To understand the value of ChatGPT as an authoring and translation tool, please read the alternate versions of this article, which have been re-written by ChatGPT in two different styles, cosmic optimistic and cynical. And, the simplied versions translated to Te Reo Māori and 'Ōlelo Hawai'i.
To understand ChatGPT as an information collection and synthesizing tool, it may first help to think about the several ways that people extract or collect information from the internet.
The Searchable Universe
Generally, search engines such as Google search and other robot collection services (commonly called, bots or spiders) gather information from the searchable universe, that is, websites, books, pdf's, image meta-data (alt tags) that are made public and are flagged as searchable by machines (i.e., robot.txt file installed on the root directory of the web server). Daily, people engage in the searchable universe with search engines (e.g. Google, Bing, DuckDuckGo, YouTube) which present the information based on a keyword term as search results from searchable and indexed sources.
The Unsearchable Universe
There is also the unsearchable universe, closed off or walled social media networks such as Instagram, Facebook, SnapChat, Tiktok; or private websites or institutional websites, or services that do not allow their content to be read by machines (e.g lockable format such as ePub, iBooks, etc), or require some authentication (i.e email and password, or Google login) before access.
There are also tools that scrape/collect information from the unsearchable universe, that is, accessing data held in password locked pages, image files and copyright protected files (ePubs) using other tools such as OCR, web-scraping services, password hacking or meta-data extraction. These techniques all cost money and time to run. Each service requires a computer, which means power costs, hardware costs and configuration costs. There is also a legal issue, as many owners prefer to charge for access or restrict to specific users. These costs can be hidden from end users by supplying advertising, or they can be paid upfront or retroactively. Also these results (or outputs) need to be hosted on a public server or zone that allows access.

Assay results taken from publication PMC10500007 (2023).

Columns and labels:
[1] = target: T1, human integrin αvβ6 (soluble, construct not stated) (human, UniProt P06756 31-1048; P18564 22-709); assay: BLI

Public availability is an important part in defining the searchable and unsearchable universes, and in-turn determining the value of synthesizing services like ChatGPT to our societies and communities.
So what exactly is ChatGPT and how does it fit into the searchable and unsearchable universes?
"GPT" stands for generative pre-trained transformer, which is a program that can realistically write like a human. GPT essentially searches a massive amount of written text by reading millions of articles and books online from the searchable universe. It produces work in a chat format (hence 'Chat'-GPT) that has perfect grammar, correct punctuation, and no spelling mistakes. After analyzing a text based on users’ input it then captures the style of writing for all new articles, or it delivers it in a way which is delightful for humans.
Utilisation of the information universes
There are differences and similarities between ChatGPT and an internet search engine and data repository like Google.
- User Engagement. According to one source, ChatGPT is estimated to have reached 100 million monthly active users in January just two months after launch, making it the fastest-growing consumer application in history. In contrast Google search with 93.18% market share has over 5 billion monthly page views (according to StatsCounter).
- Age. Founded in 1998 Google has a 25 year history. ChatGPT is 15 years old and only searches data from 2021 onwards.
- Style and delivery of information. ChatGPT produces contextualised results in natural spoken format (chats) with perfect grammar, correct punctuation, and no spelling mistakes. It can deliver the results in many written styles, for example, cosmic, wistful, sarcastic, authoritative. Search engines deliver a list of URLs (links) on a search results page and leave the user to interpret and contextualise, there is no flavour.
- ChatGPT synthesizes multiple sources together. Internet search only provides a list of search results. ChatGPT provides a contextualised summary and can be queried further in the logical progressive flow of thinking while interacting with it's chat interface, thus providing a faster and deeper experience.